Mei Dingzuo

Mei Dingzuo (Chinese: 梅鼎祚; pinyin: Méi Dǐngzuò) (1549-1615) was a Chinese writer and playwright. He was described by a contemporary drama reviewer as being "an outstanding and talented descendant of a distinguished family..."[1]

LifeEdit

He was born in Xuancheng. Mei's family consisted of academics and owned a large library of their own.[1] Mei was friends with Tang Xianzu,[1] Wang Shizhen, and Wang Daokun.[2] His teacher was Jiang Qifang. Mei collected books. He would meet with his friends to share books they recently acquired.[1] He failed imperial examinations and became a full-time writer.[2] Mei's hired his own workers to create woodblocks for his books. He also published his books himself.[3]

LegacyEdit

Works by Mei are held in the National Central Library.[2]

WorksEdit

  • Chang ming lü ji (Story of the Longevity Threads)[2]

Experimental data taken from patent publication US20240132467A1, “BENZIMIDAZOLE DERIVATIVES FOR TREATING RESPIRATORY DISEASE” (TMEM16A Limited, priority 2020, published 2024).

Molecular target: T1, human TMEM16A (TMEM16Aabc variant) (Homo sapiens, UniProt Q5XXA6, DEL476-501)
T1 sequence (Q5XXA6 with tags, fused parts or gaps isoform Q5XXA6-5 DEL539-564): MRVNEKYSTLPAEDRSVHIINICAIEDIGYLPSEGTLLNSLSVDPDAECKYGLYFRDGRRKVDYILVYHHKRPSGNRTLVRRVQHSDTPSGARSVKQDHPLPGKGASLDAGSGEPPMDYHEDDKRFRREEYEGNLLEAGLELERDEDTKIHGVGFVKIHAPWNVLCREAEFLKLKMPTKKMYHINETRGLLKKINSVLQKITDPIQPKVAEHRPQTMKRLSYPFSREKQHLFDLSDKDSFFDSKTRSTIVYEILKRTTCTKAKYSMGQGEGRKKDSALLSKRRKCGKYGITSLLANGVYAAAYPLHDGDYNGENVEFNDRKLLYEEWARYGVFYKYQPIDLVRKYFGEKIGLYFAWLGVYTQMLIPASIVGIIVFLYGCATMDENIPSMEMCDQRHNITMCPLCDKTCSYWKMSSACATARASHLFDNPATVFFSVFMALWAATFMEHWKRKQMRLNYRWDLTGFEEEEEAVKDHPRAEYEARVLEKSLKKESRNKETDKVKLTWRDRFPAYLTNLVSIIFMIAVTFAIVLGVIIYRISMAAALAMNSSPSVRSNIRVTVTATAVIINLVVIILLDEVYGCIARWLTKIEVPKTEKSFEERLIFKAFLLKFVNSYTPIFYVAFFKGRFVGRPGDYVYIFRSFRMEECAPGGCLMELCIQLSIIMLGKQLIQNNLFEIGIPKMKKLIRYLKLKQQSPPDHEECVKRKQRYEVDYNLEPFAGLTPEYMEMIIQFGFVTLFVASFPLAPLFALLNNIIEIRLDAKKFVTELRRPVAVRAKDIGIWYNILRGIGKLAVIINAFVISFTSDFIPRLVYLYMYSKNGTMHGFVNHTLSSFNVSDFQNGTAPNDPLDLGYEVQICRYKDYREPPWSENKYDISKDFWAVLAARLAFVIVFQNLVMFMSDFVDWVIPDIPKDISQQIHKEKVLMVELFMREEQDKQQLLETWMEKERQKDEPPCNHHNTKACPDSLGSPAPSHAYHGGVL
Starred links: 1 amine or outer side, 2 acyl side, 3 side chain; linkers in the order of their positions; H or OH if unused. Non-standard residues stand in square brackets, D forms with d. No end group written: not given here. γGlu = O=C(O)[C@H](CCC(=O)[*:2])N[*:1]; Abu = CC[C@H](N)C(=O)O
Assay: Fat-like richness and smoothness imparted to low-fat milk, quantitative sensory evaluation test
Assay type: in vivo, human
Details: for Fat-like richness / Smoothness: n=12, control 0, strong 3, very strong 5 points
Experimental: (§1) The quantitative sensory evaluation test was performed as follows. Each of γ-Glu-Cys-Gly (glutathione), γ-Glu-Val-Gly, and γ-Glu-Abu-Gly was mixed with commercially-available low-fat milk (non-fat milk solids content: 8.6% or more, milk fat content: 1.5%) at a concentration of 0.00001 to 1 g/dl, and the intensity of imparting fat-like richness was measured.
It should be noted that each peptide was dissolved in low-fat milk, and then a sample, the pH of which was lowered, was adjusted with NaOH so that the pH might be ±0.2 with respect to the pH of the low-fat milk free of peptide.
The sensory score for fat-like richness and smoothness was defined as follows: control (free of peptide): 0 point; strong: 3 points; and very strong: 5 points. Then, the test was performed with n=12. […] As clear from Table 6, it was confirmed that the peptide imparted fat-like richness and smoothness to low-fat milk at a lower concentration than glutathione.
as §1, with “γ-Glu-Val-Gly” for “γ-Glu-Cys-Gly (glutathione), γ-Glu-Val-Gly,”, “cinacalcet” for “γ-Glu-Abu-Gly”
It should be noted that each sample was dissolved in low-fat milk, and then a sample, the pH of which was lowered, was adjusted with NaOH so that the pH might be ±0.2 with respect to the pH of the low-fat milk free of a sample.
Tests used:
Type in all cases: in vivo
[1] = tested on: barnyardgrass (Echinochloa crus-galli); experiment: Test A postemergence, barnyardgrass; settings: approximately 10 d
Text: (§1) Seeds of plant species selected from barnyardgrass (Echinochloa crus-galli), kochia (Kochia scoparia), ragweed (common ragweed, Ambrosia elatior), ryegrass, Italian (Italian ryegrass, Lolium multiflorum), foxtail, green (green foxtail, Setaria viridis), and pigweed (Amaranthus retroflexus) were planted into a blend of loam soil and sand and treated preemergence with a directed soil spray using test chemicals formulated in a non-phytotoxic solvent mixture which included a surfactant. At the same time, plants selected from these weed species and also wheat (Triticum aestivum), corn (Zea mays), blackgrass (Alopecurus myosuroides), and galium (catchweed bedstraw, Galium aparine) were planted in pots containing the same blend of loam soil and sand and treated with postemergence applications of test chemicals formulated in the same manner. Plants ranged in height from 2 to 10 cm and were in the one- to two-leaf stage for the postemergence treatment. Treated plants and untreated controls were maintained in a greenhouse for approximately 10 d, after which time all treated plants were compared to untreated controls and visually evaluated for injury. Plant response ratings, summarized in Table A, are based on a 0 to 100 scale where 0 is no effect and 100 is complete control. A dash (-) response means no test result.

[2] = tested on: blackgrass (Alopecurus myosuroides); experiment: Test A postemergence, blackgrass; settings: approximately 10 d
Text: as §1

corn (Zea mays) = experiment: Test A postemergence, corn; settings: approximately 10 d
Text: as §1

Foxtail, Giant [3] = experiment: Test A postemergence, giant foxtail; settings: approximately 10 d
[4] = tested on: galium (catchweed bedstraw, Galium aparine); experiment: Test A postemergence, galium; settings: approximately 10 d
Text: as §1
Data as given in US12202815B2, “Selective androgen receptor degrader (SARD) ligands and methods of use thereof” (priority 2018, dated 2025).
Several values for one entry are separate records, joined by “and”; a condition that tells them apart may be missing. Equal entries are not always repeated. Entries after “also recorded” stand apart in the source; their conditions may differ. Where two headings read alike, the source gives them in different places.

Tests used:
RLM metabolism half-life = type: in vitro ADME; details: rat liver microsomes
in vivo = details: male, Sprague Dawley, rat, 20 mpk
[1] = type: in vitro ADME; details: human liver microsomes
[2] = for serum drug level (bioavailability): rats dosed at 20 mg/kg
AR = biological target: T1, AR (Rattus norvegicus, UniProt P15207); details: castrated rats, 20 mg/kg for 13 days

• Kunlun nu (Kunlun Slave)[2]
  • Yu he ji (Story of the Jade Box)[2]

ReferencesEdit

  1. ^ a b c d Jing Shen (4 August 2010). Playwrights and Literary Games in Seventeenth-Century China: Plays by Tang Xianzu, Mei Dingzuo, Wu Bing, Li Yu, and Kong Shangren. Lexington Books. pp. 95–96. ISBN 978-0-7391-3857-1.
  2. ^ a b c d e f "The Story of the Jade Box, with Li Zhuowu's Critical Comments". National Central Library. World Digital Library. Retrieved 25 December 2013.
  3. ^ Kai-wing Chow (2004). Publishing, Culture, and Power in Early Modern China. Stanford University Press. pp. 63–64. ISBN 978-0-8047-3368-7.